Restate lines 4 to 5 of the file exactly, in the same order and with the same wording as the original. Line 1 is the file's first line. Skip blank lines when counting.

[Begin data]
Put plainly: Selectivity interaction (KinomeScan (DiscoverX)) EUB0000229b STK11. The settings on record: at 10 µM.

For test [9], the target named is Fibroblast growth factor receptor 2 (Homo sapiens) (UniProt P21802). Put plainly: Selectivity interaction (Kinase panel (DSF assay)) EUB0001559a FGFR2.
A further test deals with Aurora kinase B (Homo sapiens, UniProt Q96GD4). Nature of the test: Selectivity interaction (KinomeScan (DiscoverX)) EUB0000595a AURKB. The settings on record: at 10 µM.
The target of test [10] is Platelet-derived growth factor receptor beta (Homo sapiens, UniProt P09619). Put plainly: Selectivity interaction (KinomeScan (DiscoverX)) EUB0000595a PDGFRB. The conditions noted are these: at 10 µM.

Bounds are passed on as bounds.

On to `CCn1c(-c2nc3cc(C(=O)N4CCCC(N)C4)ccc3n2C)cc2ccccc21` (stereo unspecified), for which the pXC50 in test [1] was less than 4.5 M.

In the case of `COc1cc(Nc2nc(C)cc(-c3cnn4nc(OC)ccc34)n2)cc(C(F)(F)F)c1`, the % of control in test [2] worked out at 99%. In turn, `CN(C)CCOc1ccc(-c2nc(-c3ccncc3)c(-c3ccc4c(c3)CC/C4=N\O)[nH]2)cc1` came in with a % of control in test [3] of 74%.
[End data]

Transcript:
The target of test [10] is Platelet-derived growth factor receptor beta (Homo sapiens, UniProt P09619). Put plainly: Selectivity interaction (KinomeScan (DiscoverX)) EUB0000595a PDGFRB. The conditions noted are these: at 10 µM.

Bounds are passed on as bounds.